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Fire Dampers for Ductwork: Why They’re Vital for the Workplace

When a fire engulfs your business, you may lose your business completely, unable to rebuild and start again. A fire could mean the end of a dream and the beginning of a nightmare.

The Regulatory Reform (Fire Safety) Order 2005 is the law relating to fire safety in non-domestic premises. Under this legislation there is the requirement to eliminate or reduce the risk of fire as far as is reasonably practicable.

Fire dampers are a part of the fire protection system of a  premises and as such require regular inspection and testing to ensure that they are correct, and in good working order.

Fire dampers are designed and installed to contain fires, so fire and rescue authorities can have the correct amount of time to address the fire whilst the building’s occupants can escape to safety. 

Keep reading to learn more about fire dampers. 

Fire Dampers: What Are They?

Fire dampers are part of a buildings passive fire protection system. Contractors install fire dampers inside ductwork which can help prevent the spread of fires from one compartment to another. As a result the dampers need to be fitted in fireproof walls, ceilings, floors or partitions.

Fire dampers usually come with a fusible link (thermal element). The link activates when higher than normal temperatures melt it. This will then allow the damper to close to secure a fire barrier within the ductwork. A closed damper will help localise a fire and keep it from spreading to the rest of the building. 

Multiple different designs and styles of dampers exist, but all do the same thing. They keep people in your building alive, giving them more time to escape the fire. 

Maintaining Fire Dampers

The British Standard 9999: 2017 requires all dampers to be tested by a competent person after a qualified contractor installs them. Do not just have your dampers installed and then forget about them. All fire dampers require testing as a minimum annually as per the British Standard 9999:2017.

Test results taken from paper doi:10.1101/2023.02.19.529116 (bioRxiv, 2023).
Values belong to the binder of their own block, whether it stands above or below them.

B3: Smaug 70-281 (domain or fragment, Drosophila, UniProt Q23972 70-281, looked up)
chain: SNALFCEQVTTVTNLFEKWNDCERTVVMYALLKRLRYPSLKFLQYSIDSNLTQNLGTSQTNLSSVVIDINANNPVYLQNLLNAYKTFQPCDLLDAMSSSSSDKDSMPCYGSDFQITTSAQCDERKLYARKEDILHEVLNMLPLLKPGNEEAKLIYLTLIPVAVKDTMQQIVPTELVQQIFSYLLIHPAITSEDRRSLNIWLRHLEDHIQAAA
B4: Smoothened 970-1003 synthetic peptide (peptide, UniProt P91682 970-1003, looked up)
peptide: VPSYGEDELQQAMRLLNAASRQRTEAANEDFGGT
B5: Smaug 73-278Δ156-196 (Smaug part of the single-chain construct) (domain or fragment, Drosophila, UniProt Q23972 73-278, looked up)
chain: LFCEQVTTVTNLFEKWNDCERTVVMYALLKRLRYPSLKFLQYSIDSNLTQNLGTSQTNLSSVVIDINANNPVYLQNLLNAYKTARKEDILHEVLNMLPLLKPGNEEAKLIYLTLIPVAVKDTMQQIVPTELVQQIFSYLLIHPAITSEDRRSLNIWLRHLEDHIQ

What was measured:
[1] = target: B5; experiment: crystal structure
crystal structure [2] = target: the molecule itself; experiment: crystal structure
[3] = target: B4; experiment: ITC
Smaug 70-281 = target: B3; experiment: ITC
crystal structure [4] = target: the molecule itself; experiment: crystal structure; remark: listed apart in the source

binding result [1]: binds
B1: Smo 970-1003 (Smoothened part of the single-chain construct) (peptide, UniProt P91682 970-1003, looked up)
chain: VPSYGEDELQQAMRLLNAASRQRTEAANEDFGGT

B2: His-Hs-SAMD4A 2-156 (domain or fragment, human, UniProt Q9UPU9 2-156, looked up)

Industry specific guidance produced by the Building Engineering Services Association (BESA) gives all the required parameters and requirements for the maintenance, inspection and test of all dampers. BESA VH001 is the best practice guidance available to building owners and occupiers.

Make sure you have your fire damper tested after installation. VSS can then put a compliant PPM schedule together to ensure that your fire dampers are tested once a year. 

All fire dampers should be tested and inspected by a competent company and a competent person. All Ventilation Surveys and Services engineers are trained and competent in the tasks required for annual fire damper tests as per BESA VH001 and BS9999:2017.

While maintenance seems like a tedious task, regularly having your dampers tested can save lives as well as your building.

You should have a complete list of all the dampers fitted to your premises and also a drawing showing their locations within the buildings. Fire dampers should be fitted to the various fire compartments.

Some dampers may be problematic particularly in older premises where the need for access to inspect and test the dampers was overlooked. All dampers should be readily accessible by a maintenance engineer although by the nature of their design it will need a specialist to ensure that the maintenance is done correctly with industry guidance.

Fire Damper Types

There are numerous different designs and types of fire dampers, the main types are detailed below:

Mechanical Dampers: These dampers are static dampers and usually work with a fixed fusible link that melts at a specified temperature to release a spring mounted curtain that secures in place to form the fire barrier. These damper types require manually releasing, cleaning and resetting at least annually.

Automated Dampers: These dampers are usually linked to a fire controls system and will be linked to the main fire control strategy. A motorised actuator will close the single or multi bladed damper to form the fire barrier. Although these dampers are often able to be activated remotely, there is still the need to clean the damper and visually verify that it opens and closes correctly.

Do your fire dampers need testing? Our experts can evaluate your fire dampers and make sure they’re in correct working order before a fire compromises your building. Contact us today.